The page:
EDIT: Wahngrok, I think I get what you're saying and have already emphasized it in my idea. You want to be able to set a priority queue for all production and have the computer try to get the first unit out first, but if it is waiting for a resource that won't be available for a long time, send the other needed resources to lower priority projects until doing so would cause a different resource to delay production, which boils down to seeing if the resource will be the last one to arrive for that particular project/instance of the unit order, and if not, seeing if sending the turn's production elsewhere would delay the higher priority order. I think I explain it decently in the paragraph above this one.

 

I also want to have the game use the caravan travel patterns to determine what would speed up deliveries the most so I can see what effect building a certain road would have would be nice.

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November 8, 2008 9:10:46 PM from Elemental Forums Elemental Forums

When implementing such a system (which in itself sounds pretty nifty by the way) you should be careful to change the usual system of production queues. You have to make sure the item on top can't block everything just because one resource is missing. So production should be parallel and not sequential (with the possibility to emphasize perhaps) although then you have to avoid the possibility of a production item on lower priority "stealing" a limited but needed resource from the higher one. Maybe all needed resources for an item could be reserved until that item is finished. But then you could encounter another unneccesary delay in your production because reserved resources, which are although limited but obtainable at a higher rate than the "critical" missing resource of the high-priority production queue items, might hinder production of further items. Also under this system it should be possible to create masses of untrained clubwielding townfolk provided you have the enough population and big sticks.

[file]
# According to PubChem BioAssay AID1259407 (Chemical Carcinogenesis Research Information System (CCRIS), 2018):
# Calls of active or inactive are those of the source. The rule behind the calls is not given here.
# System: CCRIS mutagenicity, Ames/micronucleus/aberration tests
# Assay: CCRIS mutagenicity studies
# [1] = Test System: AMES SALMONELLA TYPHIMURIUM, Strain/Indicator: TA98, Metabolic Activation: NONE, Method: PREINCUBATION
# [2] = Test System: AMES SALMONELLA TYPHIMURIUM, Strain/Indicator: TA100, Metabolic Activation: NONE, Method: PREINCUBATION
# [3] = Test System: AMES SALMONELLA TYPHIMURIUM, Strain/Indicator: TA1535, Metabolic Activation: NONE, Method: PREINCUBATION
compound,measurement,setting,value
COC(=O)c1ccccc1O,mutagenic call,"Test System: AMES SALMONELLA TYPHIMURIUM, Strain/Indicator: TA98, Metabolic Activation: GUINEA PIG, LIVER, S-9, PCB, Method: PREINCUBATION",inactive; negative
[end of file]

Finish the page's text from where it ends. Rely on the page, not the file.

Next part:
Make it so things trickle down, with 'reservation' on a percentage basis.  E. G. I'm making:

10xSwords at 2 iron 1 leather each;

15xLeather Armor at 2 leather each;

5xSpears at 1 Iron 1 Leather each;

 

If I have an income of 2 iron and 2 leather per 'turn', and production is instant once resources are available (probably a bad idea overall, but just think of it as having the hands to handle 5 of each on each turn -- so I've got an excess of production to resources).

Anyway, at the indicated resource rate I'd be able to make 1 sword the first turn, with one spare leather.  I have the resources for a second sword on the second turn, and 2 spare leather for a leather armor.  So I have

1 Sword

1Sword 1 Armor

1 Sword

1 Sword 1 Armor

...